A report commissioned by company Teradata, that surveyed over 300 senior IT and decision makers for companies whose average annual revenue grossed around £400 million, found two thirds pointed to solid returns from their Big Data investments. The remaining third were still awaiting a return. For those who received some payoff, the majority claimed it lay in the region of one to three per cent. For multimillion pound firms, that’s no slight change, contributing gains larger than some listed companies’ turnover.
Nevertheless, 56% of survey participants registered difficulty articulating a clear business case for Big Data. The implication being that for any organisation thinking of collecting and interpreting reams of data, with all the I.T. infrastructure that implies, end goals are clear. That where Big Data can add value, and by how much, is precise. Perhaps that’s part of the reason why, when married to the report’s previous stat, one third were still awaiting a return – it had been implemented but what success, or what the original problem(s) looked like, was unknown. Certainly, there must also be some who did see Big Data reap benefits, but were in the curious position of being surprised it did, or not entirely sure how it did, given their difficulty accounting for why it was needed in the first place.
There are other grounds for caution
Big Data’s usefulness relies on the models used to make sense of it. If they weigh values incorrectly, or make other assumptions that prove baseless, they won’t yield anything intelligible. A case in point is Google Flu Trends, which aggregated search, and Centres for Disease Control and Prevention, data to predict outbreaks of the virus in combination with models of its spread. Despite initial success, Google Flu Trends became wildly inaccurate, consistently overestimating flu cases by as much as 100%. Why was this? Google’s techies believe they were capturing people searching for symptoms of similar, but unrelated, illnesses. And that when flu was mentioned in the news, searches spiked. Their model couldn’t compensate.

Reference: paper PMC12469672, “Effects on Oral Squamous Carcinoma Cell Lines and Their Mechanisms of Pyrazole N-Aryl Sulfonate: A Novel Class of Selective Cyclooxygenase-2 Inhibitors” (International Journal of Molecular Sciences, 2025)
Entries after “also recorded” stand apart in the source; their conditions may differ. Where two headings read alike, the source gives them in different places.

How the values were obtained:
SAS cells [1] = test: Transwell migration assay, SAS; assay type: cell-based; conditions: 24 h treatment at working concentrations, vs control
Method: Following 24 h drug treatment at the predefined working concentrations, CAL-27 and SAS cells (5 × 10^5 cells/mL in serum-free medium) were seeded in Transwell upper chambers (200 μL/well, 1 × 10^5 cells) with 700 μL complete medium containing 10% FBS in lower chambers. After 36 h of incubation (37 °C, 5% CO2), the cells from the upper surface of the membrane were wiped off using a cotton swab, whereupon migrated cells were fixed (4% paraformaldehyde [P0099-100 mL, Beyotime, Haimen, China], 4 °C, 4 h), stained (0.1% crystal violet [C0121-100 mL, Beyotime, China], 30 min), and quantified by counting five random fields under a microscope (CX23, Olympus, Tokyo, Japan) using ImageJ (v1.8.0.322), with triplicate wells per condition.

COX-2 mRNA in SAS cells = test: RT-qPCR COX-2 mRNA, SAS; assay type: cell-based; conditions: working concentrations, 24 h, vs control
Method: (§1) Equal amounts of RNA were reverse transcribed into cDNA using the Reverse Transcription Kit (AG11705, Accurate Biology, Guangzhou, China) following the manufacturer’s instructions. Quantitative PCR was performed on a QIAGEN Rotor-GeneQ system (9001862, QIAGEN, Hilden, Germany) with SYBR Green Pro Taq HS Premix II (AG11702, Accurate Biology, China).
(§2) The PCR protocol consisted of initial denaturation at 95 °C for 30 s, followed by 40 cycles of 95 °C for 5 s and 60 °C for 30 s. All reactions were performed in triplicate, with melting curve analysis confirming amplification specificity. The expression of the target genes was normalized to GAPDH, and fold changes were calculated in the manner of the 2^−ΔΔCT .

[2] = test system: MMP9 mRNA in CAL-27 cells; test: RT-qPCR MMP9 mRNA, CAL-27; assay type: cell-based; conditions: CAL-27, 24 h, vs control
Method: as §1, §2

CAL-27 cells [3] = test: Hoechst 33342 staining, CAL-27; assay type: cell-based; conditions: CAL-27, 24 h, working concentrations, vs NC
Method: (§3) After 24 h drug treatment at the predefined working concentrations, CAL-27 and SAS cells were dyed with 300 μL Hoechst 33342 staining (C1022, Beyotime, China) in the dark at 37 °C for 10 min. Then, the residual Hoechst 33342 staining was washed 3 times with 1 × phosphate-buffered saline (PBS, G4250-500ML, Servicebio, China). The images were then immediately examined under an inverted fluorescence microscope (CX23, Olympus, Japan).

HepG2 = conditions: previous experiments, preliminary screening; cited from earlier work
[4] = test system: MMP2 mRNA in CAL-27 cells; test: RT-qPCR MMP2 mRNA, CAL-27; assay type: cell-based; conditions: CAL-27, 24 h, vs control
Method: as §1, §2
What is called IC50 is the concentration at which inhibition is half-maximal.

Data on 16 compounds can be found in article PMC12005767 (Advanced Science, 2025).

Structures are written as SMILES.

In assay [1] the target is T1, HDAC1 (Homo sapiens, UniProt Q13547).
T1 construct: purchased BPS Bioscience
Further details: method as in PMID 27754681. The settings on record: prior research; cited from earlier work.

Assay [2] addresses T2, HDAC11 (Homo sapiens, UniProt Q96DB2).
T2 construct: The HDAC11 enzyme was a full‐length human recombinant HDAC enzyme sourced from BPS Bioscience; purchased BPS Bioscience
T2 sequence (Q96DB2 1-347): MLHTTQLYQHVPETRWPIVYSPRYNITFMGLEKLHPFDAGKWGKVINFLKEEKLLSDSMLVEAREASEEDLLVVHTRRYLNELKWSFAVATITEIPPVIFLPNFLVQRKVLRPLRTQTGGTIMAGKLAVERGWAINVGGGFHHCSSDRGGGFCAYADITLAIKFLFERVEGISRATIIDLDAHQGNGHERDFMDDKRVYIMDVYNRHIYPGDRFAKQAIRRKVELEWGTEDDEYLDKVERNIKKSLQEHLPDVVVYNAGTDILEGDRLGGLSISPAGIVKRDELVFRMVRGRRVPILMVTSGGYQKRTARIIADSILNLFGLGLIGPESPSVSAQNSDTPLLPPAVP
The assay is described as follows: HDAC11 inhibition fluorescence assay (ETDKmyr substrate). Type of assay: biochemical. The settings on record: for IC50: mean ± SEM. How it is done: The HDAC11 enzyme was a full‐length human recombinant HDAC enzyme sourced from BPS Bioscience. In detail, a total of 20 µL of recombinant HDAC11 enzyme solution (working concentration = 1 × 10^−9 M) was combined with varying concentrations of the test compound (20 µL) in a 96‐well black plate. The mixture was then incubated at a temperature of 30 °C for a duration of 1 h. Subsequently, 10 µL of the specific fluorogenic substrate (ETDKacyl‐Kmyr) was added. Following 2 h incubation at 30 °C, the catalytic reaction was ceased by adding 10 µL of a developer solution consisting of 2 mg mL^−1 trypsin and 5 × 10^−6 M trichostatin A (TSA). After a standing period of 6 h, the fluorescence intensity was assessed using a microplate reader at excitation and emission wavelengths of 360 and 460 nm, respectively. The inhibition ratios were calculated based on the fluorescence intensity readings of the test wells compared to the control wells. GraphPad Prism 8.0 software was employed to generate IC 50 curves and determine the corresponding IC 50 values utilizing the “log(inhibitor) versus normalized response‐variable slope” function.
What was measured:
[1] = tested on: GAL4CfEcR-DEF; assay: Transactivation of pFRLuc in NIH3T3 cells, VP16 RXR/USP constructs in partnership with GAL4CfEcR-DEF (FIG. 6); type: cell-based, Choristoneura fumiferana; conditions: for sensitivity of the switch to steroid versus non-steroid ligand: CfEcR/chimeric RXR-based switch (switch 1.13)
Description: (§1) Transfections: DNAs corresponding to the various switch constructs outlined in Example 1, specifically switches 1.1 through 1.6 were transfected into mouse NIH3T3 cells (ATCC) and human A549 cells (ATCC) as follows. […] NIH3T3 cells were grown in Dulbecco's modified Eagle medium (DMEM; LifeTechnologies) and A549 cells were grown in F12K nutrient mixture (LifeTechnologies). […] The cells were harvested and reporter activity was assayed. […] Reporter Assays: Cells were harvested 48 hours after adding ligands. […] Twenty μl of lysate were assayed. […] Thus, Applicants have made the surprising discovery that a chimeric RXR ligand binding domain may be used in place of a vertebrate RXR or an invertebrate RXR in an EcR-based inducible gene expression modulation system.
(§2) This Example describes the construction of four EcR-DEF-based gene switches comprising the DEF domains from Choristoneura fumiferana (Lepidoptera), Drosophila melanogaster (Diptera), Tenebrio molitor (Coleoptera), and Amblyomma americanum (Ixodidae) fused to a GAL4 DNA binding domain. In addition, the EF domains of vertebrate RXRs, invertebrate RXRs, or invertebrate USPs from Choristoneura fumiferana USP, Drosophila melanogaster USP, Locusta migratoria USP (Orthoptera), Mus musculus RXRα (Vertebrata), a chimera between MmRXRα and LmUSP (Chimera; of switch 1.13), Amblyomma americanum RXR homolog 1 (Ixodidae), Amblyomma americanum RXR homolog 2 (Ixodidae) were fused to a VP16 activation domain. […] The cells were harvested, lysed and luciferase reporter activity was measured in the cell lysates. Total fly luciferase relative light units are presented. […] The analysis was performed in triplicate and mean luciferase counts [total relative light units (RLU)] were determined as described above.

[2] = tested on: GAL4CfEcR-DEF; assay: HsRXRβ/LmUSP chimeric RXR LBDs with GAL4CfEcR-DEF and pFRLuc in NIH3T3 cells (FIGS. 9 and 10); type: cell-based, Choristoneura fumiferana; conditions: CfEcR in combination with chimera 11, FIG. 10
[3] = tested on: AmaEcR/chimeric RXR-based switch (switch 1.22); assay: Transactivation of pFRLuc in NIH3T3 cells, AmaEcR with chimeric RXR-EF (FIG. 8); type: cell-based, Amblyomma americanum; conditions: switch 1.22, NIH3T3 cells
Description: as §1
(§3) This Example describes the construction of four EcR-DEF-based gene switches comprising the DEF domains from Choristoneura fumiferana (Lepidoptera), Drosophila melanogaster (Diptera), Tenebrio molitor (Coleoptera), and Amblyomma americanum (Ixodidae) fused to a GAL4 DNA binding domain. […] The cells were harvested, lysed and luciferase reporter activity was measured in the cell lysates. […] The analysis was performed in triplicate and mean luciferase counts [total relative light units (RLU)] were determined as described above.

Then there’s reading too much into the data, suffering from common statistical pitfalls, that lead to poor conclusions. That correlation does not equal causation is one of them. Global mean temperatures have steadily risen as the number of pirates has fallen. But should we fight climate change by promoting piracy? The human mind is fabulously gifted connecting unrelated variables, reading meaning where none exists. And unfortunately, it’s not always easy isolating them so it’s obvious one thing is affecting another. Similarly, we often attach too much importance to the first piece of information we receive in what’s called the anchoring effect.
Big Data can offer greater understanding of the world
Which can mean greater efficiency and profit. But it’s no panacea, nor is it revolutionary. There’s way to know if it’ll yield useful information for you in advance – no causal links may be found. Or you may think they exist, and are important, when they’re not. So, that high level of interest in ‘Big Data’ on Google Trends? It’s probably just hype. But that’ll subside as AI and machine learning processes more data in shorter time, and arrives at better conclusions.